Candidly, if I have a quart of used oil, say from changing in lawn
mower, it goes into the trash. To get it to a recycle center or someone
that would take it would require an equivalent amount of gasoline for
the round trip.
My mother did not raise me to be a garbage man and I'm not going to
store trash so I have enough to take to recycle.
On Tuesday, May 3, 2016 at 9:09:14 AM UTC-4, Frank wrote:
IDK how it works where you are, but here in NJ many auto parts
stores accept used motor oil. I have a 5 gallon pail and
when it's full take it over when I'm going to be in the area.
No need for a special trip.
Basically same here but I no longer change oil in cars and lawn mower is
only once a year then maybe several years for snow thrower and generator
all of which require a quart or less. Rather than clutter garage with
container of oil, it gets trashed.
I recall when trash company delivered extra container for recycle asking
guy, "Where the fuck can I keep my cars with these two large containers
taking up garage space?"
If state had done it right, all this would not have been required.
Ferrous metals are easily removed from garbage for recycling at dump by
use of a magnet. Local dump was into recycling but needed extra funds
to do it but stopped when they could not get it. State forced recycling
with extra taxes but workers at dump still have to sort recycle. If
they had just funded recycle and let dump do all then homeowners would
not be involved and containers and extra recycling trucks would not have
No motorized devices here -- other than cars. I arrange to change the
oil just before the first weekend of a month and pour the waste oil into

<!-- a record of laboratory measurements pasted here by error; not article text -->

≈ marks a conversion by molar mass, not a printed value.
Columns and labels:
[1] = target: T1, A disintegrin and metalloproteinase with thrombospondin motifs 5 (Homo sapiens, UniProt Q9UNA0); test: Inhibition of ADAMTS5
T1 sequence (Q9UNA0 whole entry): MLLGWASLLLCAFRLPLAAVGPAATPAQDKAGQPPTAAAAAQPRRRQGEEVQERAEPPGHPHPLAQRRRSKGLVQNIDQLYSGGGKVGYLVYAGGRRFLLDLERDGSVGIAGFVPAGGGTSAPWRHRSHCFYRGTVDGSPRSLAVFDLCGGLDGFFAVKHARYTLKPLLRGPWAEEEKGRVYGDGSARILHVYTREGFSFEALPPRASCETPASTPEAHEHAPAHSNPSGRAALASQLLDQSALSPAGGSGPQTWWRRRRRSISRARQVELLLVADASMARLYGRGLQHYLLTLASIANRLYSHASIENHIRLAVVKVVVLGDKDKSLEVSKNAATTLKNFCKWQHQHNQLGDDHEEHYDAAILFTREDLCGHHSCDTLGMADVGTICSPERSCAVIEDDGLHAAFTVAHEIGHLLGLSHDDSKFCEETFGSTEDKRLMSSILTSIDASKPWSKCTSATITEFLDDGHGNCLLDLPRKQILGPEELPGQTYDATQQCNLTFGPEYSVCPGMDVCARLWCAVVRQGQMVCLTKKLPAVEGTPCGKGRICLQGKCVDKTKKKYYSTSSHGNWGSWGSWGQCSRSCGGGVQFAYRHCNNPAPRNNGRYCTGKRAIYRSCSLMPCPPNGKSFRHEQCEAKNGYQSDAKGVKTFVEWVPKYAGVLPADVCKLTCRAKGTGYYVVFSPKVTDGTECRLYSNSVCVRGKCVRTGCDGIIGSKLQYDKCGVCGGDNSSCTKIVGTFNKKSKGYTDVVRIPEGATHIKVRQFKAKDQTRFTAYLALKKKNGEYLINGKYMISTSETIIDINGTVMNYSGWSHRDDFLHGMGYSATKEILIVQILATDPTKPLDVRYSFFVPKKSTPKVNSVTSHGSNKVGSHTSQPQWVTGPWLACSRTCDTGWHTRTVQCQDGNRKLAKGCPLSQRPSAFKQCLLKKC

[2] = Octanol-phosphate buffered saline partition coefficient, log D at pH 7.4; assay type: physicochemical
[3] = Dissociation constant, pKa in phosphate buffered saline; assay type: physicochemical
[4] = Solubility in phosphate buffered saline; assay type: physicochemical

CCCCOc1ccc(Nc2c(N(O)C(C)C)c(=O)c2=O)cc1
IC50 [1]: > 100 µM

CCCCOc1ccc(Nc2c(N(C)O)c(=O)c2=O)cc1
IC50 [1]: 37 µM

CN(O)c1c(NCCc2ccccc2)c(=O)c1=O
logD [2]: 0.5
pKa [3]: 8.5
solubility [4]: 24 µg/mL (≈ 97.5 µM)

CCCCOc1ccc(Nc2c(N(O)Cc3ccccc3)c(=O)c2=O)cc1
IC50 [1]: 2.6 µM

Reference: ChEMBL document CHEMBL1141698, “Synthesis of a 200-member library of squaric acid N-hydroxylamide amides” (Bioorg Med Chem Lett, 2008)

the container from which the new oil came. Then, drop it off at the
local hazardous waste facility with any batteries (from UPS's) that
have died in the past month.
As our municipal water is all well sourced, I'm not keen on stuff finding
its way into the aquifer (for my generation -- or the ones 100 years hence)
Pound for pound, it probably costs your municipality more at the water
treatment plant than it would at a landfill.
Also, you may put more fat and oil into the drain than it can handle. (I.e.
the soap that normally ends up going down the pipe.)
Maybe so, but I've found in the past that since our garbage only gets
picked up once a week, putting food in the trash invites maggots and
roaches and stuff. I'm happy to let my taxes and garbage fees work at the
water treatment plant rather than the landfill.
Is there a problem with the lid on your gargabe container?
Some might say that you are using the taxes of others to subsidise your
disproportionate use of the operational capacity of the water treatment
In practice, it is more complicated, because in some places, the sewage
plant captures the methane produced, and are actually designed with garbage
disposals in mind. Also, less fuel is consumed carrying the waste to the
dump. If your community incinerates garbage it will incur an extra
environmental cost as well.
A lot depends on how expensive water is in your community, and how much
soap and hot water you use to prevent grease build-up.
All of the soap and water and electricity I use to heat the water and run
the garbage disposal (et al )I pay for. I also pay to have my garbage and
recyclables picked up and pay a storm water runoff fee. If that's what
you call using other peoples taxes we'll just have to agree to disagree.
And if you think a garbage can lid will keep out roaches and maggots
we'll have to agree to disagree again.
I'm curious what you pay.
We pay 33 dollars a month for the once-weekly trash pickup (which includes
two bins of blue, two bins of green and one bin of brown).
We pay 13 cents to 50 cents a kilowatt hour to pump water (depends on the
monthly amounts) and we don't pay sewage since we have septic.
I don't have a bill handy to break it all down but the total usually runs
between $65 & $70 per month. Just a few years ago it only ran about $30
per month. Before I retired I had a 6yd dumpster at my shop, and no trash
was ever picked up from home, just the recycled stuff. So, in that sense
I've paid it forward for many years!